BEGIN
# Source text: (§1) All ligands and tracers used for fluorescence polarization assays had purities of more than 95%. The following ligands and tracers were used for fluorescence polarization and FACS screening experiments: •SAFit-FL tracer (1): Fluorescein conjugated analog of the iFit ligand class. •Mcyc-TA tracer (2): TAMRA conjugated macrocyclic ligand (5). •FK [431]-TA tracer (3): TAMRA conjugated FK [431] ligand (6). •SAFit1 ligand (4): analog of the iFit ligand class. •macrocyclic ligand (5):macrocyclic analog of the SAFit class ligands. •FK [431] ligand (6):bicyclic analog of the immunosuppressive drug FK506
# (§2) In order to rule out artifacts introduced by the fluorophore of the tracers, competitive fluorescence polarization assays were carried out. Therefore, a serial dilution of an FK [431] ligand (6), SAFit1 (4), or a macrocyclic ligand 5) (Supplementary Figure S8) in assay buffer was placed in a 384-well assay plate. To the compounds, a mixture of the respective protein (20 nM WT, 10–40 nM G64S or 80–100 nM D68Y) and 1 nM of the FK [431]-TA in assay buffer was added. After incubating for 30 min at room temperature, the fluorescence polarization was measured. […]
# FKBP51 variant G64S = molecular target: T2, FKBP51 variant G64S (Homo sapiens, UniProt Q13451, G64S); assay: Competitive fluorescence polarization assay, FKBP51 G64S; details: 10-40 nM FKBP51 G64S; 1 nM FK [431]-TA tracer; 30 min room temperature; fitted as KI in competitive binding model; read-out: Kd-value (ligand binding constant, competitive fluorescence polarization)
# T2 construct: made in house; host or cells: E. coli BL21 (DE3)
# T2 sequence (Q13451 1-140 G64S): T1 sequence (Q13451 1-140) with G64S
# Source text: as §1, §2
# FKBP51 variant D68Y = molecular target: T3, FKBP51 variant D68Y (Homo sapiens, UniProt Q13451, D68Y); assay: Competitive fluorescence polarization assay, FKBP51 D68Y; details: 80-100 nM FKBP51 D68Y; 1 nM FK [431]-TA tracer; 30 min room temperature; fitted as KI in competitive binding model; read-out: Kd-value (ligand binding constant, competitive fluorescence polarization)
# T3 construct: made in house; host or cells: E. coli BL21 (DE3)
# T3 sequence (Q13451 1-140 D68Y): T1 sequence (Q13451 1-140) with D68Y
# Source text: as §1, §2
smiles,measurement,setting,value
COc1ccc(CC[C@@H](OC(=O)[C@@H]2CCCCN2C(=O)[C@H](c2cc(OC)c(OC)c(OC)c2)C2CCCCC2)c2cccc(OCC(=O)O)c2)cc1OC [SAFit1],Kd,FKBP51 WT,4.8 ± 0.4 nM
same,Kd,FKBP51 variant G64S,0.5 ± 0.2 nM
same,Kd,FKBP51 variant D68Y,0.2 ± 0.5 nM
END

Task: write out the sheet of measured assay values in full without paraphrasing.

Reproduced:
# Source text: (§1) All ligands and tracers used for fluorescence polarization assays had purities of more than 95%. The following ligands and tracers were used for fluorescence polarization and FACS screening experiments: •SAFit-FL tracer (1): Fluorescein conjugated analog of the iFit ligand class. •Mcyc-TA tracer (2): TAMRA conjugated macrocyclic ligand (5). •FK [431]-TA tracer (3): TAMRA conjugated FK [431] ligand (6). •SAFit1 ligand (4): analog of the iFit ligand class. •macrocyclic ligand (5):macrocyclic analog of the SAFit class ligands. •FK [431] ligand (6):bicyclic analog of the immunosuppressive drug FK506
# (§2) In order to rule out artifacts introduced by the fluorophore of the tracers, competitive fluorescence polarization assays were carried out. Therefore, a serial dilution of an FK [431] ligand (6), SAFit1 (4), or a macrocyclic ligand 5) (Supplementary Figure S8) in assay buffer was placed in a 384-well assay plate. To the compounds, a mixture of the respective protein (20 nM WT, 10–40 nM G64S or 80–100 nM D68Y) and 1 nM of the FK [431]-TA in assay buffer was added. After incubating for 30 min at room temperature, the fluorescence polarization was measured. […]
# FKBP51 variant G64S = molecular target: T2, FKBP51 variant G64S (Homo sapiens, UniProt Q13451, G64S); assay: Competitive fluorescence polarization assay, FKBP51 G64S; details: 10-40 nM FKBP51 G64S; 1 nM FK [431]-TA tracer; 30 min room temperature; fitted as KI in competitive binding model; read-out: Kd-value (ligand binding constant, competitive fluorescence polarization)
# T2 construct: made in house; host or cells: E. coli BL21 (DE3)
# T2 sequence (Q13451 1-140 G64S): T1 sequence (Q13451 1-140) with G64S
# Source text: as §1, §2
# FKBP51 variant D68Y = molecular target: T3, FKBP51 variant D68Y (Homo sapiens, UniProt Q13451, D68Y); assay: Competitive fluorescence polarization assay, FKBP51 D68Y; details: 80-100 nM FKBP51 D68Y; 1 nM FK [431]-TA tracer; 30 min room temperature; fitted as KI in competitive binding model; read-out: Kd-value (ligand binding constant, competitive fluorescence polarization)
# T3 construct: made in house; host or cells: E. coli BL21 (DE3)
# T3 sequence (Q13451 1-140 D68Y): T1 sequence (Q13451 1-140) with D68Y
# Source text: as §1, §2
smiles,measurement,setting,value
COc1ccc(CC[C@@H](OC(=O)[C@@H]2CCCCN2C(=O)[C@H](c2cc(OC)c(OC)c(OC)c2)C2CCCCC2)c2cccc(OCC(=O)O)c2)cc1OC [SAFit1],Kd,FKBP51 WT,4.8 ± 0.4 nM
same,Kd,FKBP51 variant G64S,0.5 ± 0.2 nM
same,Kd,FKBP51 variant D68Y,0.2 ± 0.5 nM